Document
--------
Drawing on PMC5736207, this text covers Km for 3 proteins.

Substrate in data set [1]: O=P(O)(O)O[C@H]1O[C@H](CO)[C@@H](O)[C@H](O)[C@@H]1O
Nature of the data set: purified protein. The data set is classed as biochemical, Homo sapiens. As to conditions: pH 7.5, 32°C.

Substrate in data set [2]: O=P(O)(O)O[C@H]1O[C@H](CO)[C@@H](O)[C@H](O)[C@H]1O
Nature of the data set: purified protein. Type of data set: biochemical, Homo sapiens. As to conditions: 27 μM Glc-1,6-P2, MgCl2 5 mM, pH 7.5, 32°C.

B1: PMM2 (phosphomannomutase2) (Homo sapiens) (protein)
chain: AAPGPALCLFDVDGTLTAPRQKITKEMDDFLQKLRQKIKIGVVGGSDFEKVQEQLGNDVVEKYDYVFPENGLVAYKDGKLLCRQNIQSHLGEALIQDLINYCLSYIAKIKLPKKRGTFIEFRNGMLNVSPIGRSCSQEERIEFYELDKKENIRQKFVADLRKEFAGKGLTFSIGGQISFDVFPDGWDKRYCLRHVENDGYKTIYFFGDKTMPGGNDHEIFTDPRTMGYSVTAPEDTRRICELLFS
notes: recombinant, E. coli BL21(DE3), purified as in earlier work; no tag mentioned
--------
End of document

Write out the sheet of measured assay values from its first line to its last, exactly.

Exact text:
Drawing on PMC5736207, this text covers Km for 3 proteins.

Substrate in data set [1]: O=P(O)(O)O[C@H]1O[C@H](CO)[C@@H](O)[C@H](O)[C@@H]1O
Nature of the data set: purified protein. The data set is classed as biochemical, Homo sapiens. As to conditions: pH 7.5, 32°C.

Substrate in data set [2]: O=P(O)(O)O[C@H]1O[C@H](CO)[C@@H](O)[C@H](O)[C@H]1O
Nature of the data set: purified protein. Type of data set: biochemical, Homo sapiens. As to conditions: 27 μM Glc-1,6-P2, MgCl2 5 mM, pH 7.5, 32°C.

B1: PMM2 (phosphomannomutase2) (Homo sapiens) (protein)
chain: AAPGPALCLFDVDGTLTAPRQKITKEMDDFLQKLRQKIKIGVVGGSDFEKVQEQLGNDVVEKYDYVFPENGLVAYKDGKLLCRQNIQSHLGEALIQDLINYCLSYIAKIKLPKKRGTFIEFRNGMLNVSPIGRSCSQEERIEFYELDKKENIRQKFVADLRKEFAGKGLTFSIGGQISFDVFPDGWDKRYCLRHVENDGYKTIYFFGDKTMPGGNDHEIFTDPRTMGYSVTAPEDTRRICELLFS
notes: recombinant, E. coli BL21(DE3), purified as in earlier work; no tag mentioned